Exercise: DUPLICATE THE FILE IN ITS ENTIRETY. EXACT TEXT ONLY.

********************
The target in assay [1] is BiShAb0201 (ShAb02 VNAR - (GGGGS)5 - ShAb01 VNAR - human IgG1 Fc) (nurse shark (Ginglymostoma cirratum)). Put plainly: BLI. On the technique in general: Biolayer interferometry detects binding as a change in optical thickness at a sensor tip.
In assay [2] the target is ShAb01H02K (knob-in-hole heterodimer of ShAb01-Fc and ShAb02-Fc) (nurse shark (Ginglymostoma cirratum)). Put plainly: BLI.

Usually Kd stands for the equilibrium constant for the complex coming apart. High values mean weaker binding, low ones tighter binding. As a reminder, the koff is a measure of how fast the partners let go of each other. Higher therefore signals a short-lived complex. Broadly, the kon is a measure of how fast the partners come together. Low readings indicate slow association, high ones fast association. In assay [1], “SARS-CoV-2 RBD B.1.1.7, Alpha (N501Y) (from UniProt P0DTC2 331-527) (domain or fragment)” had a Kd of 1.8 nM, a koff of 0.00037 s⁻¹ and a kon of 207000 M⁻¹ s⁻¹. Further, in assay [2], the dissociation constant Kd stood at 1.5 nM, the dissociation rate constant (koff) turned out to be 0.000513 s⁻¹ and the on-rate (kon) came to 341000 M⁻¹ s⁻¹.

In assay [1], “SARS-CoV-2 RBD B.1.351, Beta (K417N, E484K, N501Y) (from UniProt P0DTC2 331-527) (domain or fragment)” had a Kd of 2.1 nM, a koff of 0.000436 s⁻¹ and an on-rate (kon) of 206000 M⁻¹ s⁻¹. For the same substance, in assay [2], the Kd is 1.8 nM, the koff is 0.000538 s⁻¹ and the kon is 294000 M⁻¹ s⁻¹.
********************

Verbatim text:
The target in assay [1] is BiShAb0201 (ShAb02 VNAR - (GGGGS)5 - ShAb01 VNAR - human IgG1 Fc) (nurse shark (Ginglymostoma cirratum)). Put plainly: BLI. On the technique in general: Biolayer interferometry detects binding as a change in optical thickness at a sensor tip.
In assay [2] the target is ShAb01H02K (knob-in-hole heterodimer of ShAb01-Fc and ShAb02-Fc) (nurse shark (Ginglymostoma cirratum)). Put plainly: BLI.

Usually Kd stands for the equilibrium constant for the complex coming apart. High values mean weaker binding, low ones tighter binding. As a reminder, the koff is a measure of how fast the partners let go of each other. Higher therefore signals a short-lived complex. Broadly, the kon is a measure of how fast the partners come together. Low readings indicate slow association, high ones fast association. In assay [1], “SARS-CoV-2 RBD B.1.1.7, Alpha (N501Y) (from UniProt P0DTC2 331-527) (domain or fragment)” had a Kd of 1.8 nM, a koff of 0.00037 s⁻¹ and a kon of 207000 M⁻¹ s⁻¹. Further, in assay [2], the dissociation constant Kd stood at 1.5 nM, the dissociation rate constant (koff) turned out to be 0.000513 s⁻¹ and the on-rate (kon) came to 341000 M⁻¹ s⁻¹.

In assay [1], “SARS-CoV-2 RBD B.1.351, Beta (K417N, E484K, N501Y) (from UniProt P0DTC2 331-527) (domain or fragment)” had a Kd of 2.1 nM, a koff of 0.000436 s⁻¹ and an on-rate (kon) of 206000 M⁻¹ s⁻¹. For the same substance, in assay [2], the Kd is 1.8 nM, the koff is 0.000538 s⁻¹ and the kon is 294000 M⁻¹ s⁻¹.